I thought that 20 mins hold at LHR was classed as "no delay". On that basis you should (if able) pitch up with a minimum of 20 mins holding fuel over and above divert + reserve. If he only pitched up with 10 mins .....LHR ....busy ?

I agree that we don't have all the facts and perhaps the guy had just done an 11 hour sector with stronger winds than forecast......who knows. The only fact we know is that he found himself in the uneviable position of being in the sky with less gas than he would like (I think we've all been there once). He took what measures he felt neccessary to "improve" his position and he landed.

There may be some "keyboard experts" around but I find threads such as this useful and interesting - we can (should) all learn from this.

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Old 8th Oct 2002, 12:20
  #49 (permalink)  
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You were placed in an impossible situation here. From BA's SOPs / orders (was it a Nigel ac?):

<<How can "I cannot go-around" be reconsiled with "no fuel emergency"? >> Exactly. He should already have been on a Mayday if he "could not" GA.

<<If when advised of your delay on first call you find yourself in the "ballpark" of a minimum fuel arrival I want to know about it. All you need say is "Roger, that will be close to a minimum fuel arrival". >>
It did say in our orders to "consider" advising ATC when we "commit" i.e. go below the capability to make the approach, GA and divert. I still do, and the Dctr seems to understand what I mean by "Dctr, FYI, BAxxx, we are now committed to land at LHR". Sounds like A'Ship...

<<If having been vectored off the stack you are in doubt about landing with minimum you declare a PAN >>
We have strict criteria for calling PAN for fuel - and it is exactly as you say. "If ac MAY land with less than Reserve - call PAN" (and Mayday "If ac WILL ...."

Does anybody have evidence to support or deny my off the cuff feeling that 30mins holding at 1500' fuel ("Reserve") equates to a GA and TIGHT radar or visual circuit? i.e. landing with reserve has the capability to GA, but with immediate Mayday and ATC assistance.

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Old 8th Oct 2002, 14:53
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411A, England is not,never has been and never will be an island.
Got that ?
Old 8th Oct 2002, 15:00
  #51 (permalink)  
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I know Iím oversimplifying, but for the life of me, I canít understand the drama about second runway usage and the rest the points being debated on this thread. To me, commercial considerations come a very distant last to damn near everything else when ever diminishing fuel in tanks is on my mind.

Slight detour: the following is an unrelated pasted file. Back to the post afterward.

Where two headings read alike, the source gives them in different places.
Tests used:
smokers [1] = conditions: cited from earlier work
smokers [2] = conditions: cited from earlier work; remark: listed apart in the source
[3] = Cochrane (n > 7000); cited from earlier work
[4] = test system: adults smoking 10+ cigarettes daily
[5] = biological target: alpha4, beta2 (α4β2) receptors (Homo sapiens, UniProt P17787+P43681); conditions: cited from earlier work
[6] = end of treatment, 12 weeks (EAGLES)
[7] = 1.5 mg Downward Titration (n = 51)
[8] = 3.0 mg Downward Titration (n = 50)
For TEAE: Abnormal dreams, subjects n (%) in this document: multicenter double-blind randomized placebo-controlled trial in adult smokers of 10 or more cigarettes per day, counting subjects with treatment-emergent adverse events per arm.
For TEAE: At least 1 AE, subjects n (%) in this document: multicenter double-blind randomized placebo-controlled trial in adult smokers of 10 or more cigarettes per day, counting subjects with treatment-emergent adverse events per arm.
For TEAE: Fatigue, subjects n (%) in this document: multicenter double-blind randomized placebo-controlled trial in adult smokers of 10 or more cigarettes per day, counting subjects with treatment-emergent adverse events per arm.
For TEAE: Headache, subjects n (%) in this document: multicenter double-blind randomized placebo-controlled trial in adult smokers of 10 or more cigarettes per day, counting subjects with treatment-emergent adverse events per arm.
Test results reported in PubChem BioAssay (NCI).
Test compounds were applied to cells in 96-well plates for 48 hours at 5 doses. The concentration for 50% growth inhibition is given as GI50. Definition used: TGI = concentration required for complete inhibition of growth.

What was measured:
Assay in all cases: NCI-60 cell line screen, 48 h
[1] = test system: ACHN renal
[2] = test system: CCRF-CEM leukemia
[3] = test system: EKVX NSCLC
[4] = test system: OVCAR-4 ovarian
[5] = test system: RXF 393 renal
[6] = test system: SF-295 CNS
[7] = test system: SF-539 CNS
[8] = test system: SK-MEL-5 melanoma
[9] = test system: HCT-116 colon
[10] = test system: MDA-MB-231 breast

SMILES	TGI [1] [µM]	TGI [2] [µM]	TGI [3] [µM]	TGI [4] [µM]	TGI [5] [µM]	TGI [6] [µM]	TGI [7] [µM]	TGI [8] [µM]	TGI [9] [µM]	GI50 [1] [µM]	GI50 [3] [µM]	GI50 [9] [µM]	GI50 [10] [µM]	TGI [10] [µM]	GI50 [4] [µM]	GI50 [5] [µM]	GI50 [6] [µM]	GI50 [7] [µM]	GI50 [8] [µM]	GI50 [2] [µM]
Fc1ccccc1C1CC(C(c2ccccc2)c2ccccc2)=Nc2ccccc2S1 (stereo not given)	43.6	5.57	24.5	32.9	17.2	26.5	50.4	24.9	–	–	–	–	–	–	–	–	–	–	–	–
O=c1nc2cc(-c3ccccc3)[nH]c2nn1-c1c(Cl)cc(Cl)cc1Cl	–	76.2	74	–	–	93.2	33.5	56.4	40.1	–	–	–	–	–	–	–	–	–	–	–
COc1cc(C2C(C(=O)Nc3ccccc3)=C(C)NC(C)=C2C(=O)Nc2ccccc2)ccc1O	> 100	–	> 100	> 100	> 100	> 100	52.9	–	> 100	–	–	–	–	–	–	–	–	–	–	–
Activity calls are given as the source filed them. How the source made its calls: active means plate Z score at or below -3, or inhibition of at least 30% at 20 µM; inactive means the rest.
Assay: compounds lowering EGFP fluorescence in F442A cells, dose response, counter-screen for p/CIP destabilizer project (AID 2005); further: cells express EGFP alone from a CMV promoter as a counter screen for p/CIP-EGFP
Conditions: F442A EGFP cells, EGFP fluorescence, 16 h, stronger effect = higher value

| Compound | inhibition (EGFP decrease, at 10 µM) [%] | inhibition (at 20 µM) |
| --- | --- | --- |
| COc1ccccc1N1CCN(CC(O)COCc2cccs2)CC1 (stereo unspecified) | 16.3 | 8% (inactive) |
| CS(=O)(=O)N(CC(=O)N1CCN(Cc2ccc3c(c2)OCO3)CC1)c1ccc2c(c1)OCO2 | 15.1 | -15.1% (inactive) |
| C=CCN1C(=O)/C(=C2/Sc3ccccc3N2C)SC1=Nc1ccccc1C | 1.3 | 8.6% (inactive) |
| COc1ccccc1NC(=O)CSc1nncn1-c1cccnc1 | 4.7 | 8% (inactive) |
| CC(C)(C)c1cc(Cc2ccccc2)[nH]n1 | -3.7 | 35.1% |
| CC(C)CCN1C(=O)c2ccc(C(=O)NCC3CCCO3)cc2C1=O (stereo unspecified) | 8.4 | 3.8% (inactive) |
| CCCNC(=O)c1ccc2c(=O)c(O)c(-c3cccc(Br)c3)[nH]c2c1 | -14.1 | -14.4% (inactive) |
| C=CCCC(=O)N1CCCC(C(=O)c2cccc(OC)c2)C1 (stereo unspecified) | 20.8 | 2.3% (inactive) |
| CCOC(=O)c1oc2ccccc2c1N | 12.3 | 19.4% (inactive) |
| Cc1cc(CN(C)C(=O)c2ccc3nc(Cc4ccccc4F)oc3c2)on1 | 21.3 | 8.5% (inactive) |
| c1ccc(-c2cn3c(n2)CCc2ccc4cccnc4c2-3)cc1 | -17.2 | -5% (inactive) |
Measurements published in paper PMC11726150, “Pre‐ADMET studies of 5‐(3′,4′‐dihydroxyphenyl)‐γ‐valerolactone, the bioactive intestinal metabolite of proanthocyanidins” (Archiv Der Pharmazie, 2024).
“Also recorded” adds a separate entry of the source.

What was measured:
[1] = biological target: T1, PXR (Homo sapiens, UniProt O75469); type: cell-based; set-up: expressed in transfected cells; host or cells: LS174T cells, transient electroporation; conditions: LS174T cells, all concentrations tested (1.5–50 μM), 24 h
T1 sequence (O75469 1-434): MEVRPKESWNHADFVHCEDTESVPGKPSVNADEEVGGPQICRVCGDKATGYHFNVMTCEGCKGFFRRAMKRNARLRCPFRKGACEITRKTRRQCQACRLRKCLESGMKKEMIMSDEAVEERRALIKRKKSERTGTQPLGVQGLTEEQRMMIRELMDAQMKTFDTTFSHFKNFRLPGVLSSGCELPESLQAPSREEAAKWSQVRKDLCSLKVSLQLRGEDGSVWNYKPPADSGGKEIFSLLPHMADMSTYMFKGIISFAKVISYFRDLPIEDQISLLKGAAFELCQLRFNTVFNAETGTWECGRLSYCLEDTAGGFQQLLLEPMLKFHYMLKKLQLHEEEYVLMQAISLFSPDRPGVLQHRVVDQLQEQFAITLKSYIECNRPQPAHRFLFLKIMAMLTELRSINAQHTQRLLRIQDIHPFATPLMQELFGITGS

As a line driver, Heathrow, (and most of Europe), whilst demanding in some ways is absolutely wonderful to operate into because 99.9999% of the time it has remarkably reliable weather reporting (whatís reported is what you get) and Ė most importantly Ė an ATC system (read ATCOs) you can trust implicitly to do the best job itís possible to do if something unforeseen should occur causing my pucker factor to rocket to Warp Factor Ďní.

As Iíve mentioned already on this thread, fuel planning for Heathrow Ė like any port Ė isnít rocket science, and I daresay 99% of pilots would agree and have a very similar system to my own which avoids any semblance of an Ďedge of the seatí operation, even when they are short on fuel. The magic word is Ďplanningí. If youíve planned correctly, there should not be any nail biting involved.

Before I commence descent, I calculate and write down my minimum divert fuel to all my nominated diversion fields in order of preference. If holding, I add to these figures whatever fuel I believe Iíll burn between the holding point and the threshold.

Fact 1: if still in the hold, once I go below the sum of those two figures for an individual diversion field, that field is no longer an option. So, if thereís no second runway at the destination, or the second runway isnít suitable to nominate as an alternate because of weather or other considerations, itís simple Ė I divert when I reach this fuel figure.

Fact 2: unless I reach my min diversion fuel at the very instant the aircraft crosses the threshold at my destination and then Iím forced to go around and divert to my alternate, I will arrive at the diversion field with more than final reserves Ė sometimes quite a lot more, even if I remain in the hold right up to my last diversion time. Particularly if I divert from the holding pattern at altitude, (say 7000í), I will not have burned the fuel I would have burned between the holding beacon and the threshold. (For my type, at Heathrow, thatís at least 1.1 tonnes Ė (I allow 1.3T, Ďcos Iím a wimp) Ė between Lamborne and R/W 27. I allow 1.5T if 09 is in use.)

I will also not have burned the quite large amount of fuel a missed approach from the minimums would have cost me. At Lamborne, Iím also quite a bit closer to most of my diversion fields, (particularly Stansted), than I would have been if diverting from the threshold. So, even holding at destination right up to the last possible moment, in most circumstances, Iíll have quite a bit of fat to play with upon reaching my alternate.